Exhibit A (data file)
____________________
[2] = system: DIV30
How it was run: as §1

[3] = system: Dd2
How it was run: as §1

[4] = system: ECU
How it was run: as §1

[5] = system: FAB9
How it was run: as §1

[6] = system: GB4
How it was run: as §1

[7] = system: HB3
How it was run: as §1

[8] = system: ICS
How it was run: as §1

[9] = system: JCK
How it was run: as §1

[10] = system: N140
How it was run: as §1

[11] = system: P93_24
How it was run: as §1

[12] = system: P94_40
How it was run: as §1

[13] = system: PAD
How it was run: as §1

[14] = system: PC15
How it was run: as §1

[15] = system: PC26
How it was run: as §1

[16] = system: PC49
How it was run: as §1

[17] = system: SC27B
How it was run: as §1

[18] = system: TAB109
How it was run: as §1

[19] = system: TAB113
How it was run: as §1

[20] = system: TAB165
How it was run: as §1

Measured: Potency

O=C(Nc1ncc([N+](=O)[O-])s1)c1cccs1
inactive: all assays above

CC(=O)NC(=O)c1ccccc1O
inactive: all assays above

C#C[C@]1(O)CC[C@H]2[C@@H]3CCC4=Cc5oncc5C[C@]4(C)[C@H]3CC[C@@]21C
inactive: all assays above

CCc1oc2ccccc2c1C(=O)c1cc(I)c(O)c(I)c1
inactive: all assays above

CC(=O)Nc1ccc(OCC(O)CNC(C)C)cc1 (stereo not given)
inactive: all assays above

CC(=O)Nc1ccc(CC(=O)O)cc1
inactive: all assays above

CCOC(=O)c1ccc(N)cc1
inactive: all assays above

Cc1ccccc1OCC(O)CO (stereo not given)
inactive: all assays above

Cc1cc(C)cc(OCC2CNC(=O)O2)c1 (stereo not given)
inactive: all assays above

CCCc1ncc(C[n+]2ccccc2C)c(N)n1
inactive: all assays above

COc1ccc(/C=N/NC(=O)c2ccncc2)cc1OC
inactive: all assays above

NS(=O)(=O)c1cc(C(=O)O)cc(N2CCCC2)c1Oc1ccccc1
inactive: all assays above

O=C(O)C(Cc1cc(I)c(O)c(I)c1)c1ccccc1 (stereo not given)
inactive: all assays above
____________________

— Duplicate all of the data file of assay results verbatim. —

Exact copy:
[2] = system: DIV30
How it was run: as §1

[3] = system: Dd2
How it was run: as §1

[4] = system: ECU
How it was run: as §1

[5] = system: FAB9
How it was run: as §1

[6] = system: GB4
How it was run: as §1

[7] = system: HB3
How it was run: as §1

[8] = system: ICS
How it was run: as §1

[9] = system: JCK
How it was run: as §1

[10] = system: N140
How it was run: as §1

[11] = system: P93_24
How it was run: as §1

[12] = system: P94_40
How it was run: as §1

[13] = system: PAD
How it was run: as §1

[14] = system: PC15
How it was run: as §1

[15] = system: PC26
How it was run: as §1

[16] = system: PC49
How it was run: as §1

[17] = system: SC27B
How it was run: as §1

[18] = system: TAB109
How it was run: as §1

[19] = system: TAB113
How it was run: as §1

[20] = system: TAB165
How it was run: as §1

Measured: Potency

O=C(Nc1ncc([N+](=O)[O-])s1)c1cccs1
inactive: all assays above

CC(=O)NC(=O)c1ccccc1O
inactive: all assays above

C#C[C@]1(O)CC[C@H]2[C@@H]3CCC4=Cc5oncc5C[C@]4(C)[C@H]3CC[C@@]21C
inactive: all assays above

CCc1oc2ccccc2c1C(=O)c1cc(I)c(O)c(I)c1
inactive: all assays above

CC(=O)Nc1ccc(OCC(O)CNC(C)C)cc1 (stereo not given)
inactive: all assays above

CC(=O)Nc1ccc(CC(=O)O)cc1
inactive: all assays above

CCOC(=O)c1ccc(N)cc1
inactive: all assays above

Cc1ccccc1OCC(O)CO (stereo not given)
inactive: all assays above

Cc1cc(C)cc(OCC2CNC(=O)O2)c1 (stereo not given)
inactive: all assays above

CCCc1ncc(C[n+]2ccccc2C)c(N)n1
inactive: all assays above

COc1ccc(/C=N/NC(=O)c2ccncc2)cc1OC
inactive: all assays above

NS(=O)(=O)c1cc(C(=O)O)cc(N2CCCC2)c1Oc1ccccc1
inactive: all assays above

O=C(O)C(Cc1cc(I)c(O)c(I)c1)c1ccccc1 (stereo not given)
inactive: all assays above